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Barton Biggs Learns To Love ETFs

It’s no secret that many hedge funds like to use exchange traded funds to make a market bet, both on the long and short side.

It’s no secret that many hedge funds like to use exchange traded funds to make a market bet, both on the long and short side. No hedge fund manager uses ETFs more pervasively than Barton Biggs of Traxis Partners. At the end of the fourth quarter, 11 of his 12 largest holdings were exchange traded funds (the only except was DuPont).

The 11 ETFs accounted for roughly 63 percent of the $500 million Traxis reported in its U.S. equity holdings, according to the SEC filing. This is not an anomaly. ETFs regularly account for a majority of Traxis’ assets.

In an e-mail message in December, Biggs said he does not have an ETF strategy as such. “Basically I develop a fundamental country or sector view and then implement it either with a basket or an ETF depending on efficiency and liquidity,” he said.

However, he did concede he is “a little nervous about the huge flows into ETFs and it makes me wonder they’re an accident waiting to happen” the next time there is a market crisis.

It is not surprising that Biggs, of all people, would use larger sector bets as a big part of his investment portfolio. Before starting Traxis in 2003, Biggs was the chief global strategist for Morgan Stanley, where he had spent 30 years. His background is not as a stock picker.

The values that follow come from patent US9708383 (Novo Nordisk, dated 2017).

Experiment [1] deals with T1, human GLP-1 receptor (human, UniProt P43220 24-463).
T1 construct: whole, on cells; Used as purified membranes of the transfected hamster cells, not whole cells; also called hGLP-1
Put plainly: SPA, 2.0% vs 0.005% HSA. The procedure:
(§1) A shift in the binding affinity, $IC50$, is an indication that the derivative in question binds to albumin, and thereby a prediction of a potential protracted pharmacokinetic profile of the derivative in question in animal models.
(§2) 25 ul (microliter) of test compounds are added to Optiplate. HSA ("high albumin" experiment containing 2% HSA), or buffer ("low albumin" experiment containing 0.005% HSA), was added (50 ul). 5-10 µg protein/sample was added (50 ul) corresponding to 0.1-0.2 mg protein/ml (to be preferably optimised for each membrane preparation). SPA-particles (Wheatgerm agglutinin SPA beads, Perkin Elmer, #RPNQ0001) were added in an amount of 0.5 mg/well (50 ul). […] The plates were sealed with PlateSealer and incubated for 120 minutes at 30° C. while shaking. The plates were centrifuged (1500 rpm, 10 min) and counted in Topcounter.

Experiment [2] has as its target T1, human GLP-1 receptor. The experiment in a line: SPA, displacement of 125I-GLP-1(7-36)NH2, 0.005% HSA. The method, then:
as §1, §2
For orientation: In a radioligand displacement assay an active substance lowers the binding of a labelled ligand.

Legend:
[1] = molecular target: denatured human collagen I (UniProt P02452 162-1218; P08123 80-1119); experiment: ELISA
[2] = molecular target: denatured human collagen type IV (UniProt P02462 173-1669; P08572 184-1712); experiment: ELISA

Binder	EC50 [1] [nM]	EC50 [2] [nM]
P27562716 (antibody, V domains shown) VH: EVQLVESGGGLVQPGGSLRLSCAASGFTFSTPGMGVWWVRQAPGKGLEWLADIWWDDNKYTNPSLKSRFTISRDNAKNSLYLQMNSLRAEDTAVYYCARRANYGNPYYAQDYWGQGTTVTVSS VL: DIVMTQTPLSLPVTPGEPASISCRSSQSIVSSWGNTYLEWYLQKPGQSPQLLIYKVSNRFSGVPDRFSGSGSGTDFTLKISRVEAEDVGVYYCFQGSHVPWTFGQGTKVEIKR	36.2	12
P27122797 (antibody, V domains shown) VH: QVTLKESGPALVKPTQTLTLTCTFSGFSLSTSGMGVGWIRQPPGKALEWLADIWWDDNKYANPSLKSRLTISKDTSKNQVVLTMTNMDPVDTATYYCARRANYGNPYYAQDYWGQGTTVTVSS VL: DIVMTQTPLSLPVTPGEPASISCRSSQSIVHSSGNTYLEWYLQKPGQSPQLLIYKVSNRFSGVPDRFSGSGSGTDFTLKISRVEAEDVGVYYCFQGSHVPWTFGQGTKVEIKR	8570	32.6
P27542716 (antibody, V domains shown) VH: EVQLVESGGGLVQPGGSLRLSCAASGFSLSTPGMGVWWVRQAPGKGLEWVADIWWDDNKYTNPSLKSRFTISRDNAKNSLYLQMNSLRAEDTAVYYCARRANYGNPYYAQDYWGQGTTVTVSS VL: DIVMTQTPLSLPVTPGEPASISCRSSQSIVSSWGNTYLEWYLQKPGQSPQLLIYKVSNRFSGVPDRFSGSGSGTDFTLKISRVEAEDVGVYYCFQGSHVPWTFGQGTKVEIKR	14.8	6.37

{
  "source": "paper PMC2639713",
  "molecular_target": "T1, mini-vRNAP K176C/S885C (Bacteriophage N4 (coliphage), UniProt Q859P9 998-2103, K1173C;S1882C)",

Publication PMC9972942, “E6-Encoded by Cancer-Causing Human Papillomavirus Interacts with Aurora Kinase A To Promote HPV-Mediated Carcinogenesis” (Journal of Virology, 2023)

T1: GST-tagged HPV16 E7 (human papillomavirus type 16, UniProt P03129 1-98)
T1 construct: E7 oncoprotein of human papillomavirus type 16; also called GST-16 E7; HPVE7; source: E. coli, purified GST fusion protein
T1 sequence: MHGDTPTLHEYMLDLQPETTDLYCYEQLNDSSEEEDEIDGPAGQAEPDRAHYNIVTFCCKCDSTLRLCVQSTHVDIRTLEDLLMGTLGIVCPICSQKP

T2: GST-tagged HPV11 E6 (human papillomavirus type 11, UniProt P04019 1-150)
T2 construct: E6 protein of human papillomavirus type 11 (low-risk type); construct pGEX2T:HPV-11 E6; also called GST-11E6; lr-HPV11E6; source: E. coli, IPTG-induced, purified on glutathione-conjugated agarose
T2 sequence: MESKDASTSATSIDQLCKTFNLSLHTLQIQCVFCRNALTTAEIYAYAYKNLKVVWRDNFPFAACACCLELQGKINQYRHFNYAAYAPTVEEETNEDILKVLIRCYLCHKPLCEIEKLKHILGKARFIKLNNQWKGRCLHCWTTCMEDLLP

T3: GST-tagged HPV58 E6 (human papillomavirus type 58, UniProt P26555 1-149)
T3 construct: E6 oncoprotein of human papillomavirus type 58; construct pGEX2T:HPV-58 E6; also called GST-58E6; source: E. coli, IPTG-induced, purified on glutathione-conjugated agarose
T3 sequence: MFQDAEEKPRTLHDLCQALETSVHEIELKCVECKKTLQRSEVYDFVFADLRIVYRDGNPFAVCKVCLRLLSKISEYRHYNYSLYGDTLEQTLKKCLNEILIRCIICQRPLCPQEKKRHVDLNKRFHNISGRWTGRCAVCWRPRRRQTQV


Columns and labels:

By far his largest holding at the end of the year was Powershares QQQ Trust, a unit investment trust designed to mimic the performance of the Nasdaq-100 index. The QQQ Trust position was roughly double his second largest stock — an ETF that tracks the oil services industry.

Rounding out the top five holdings: A Select Sector SPDR Trust that tracks financials, a SPDR that tracks the Industrial Select Sector Index and iShares that track the Russell 2000.

The financials SPDR was by far the largest of the seven new stock positions Biggs took in the fourth quarter, three of which were ETFs. The other two were ETFs that track the Brazilian stock market and one that tracks the Russian stock market.

Of the 18 equity positions he fully closed out in the fourth quarter, the largest was a SPDR that tracks the health care industry.

How well does this approach work? Not very. Last year Biggs’ offshore fund was up only about 3.65 percent. His annualized return since inception is a little over 6 percent.

For the complete II Magazine article, please click here.



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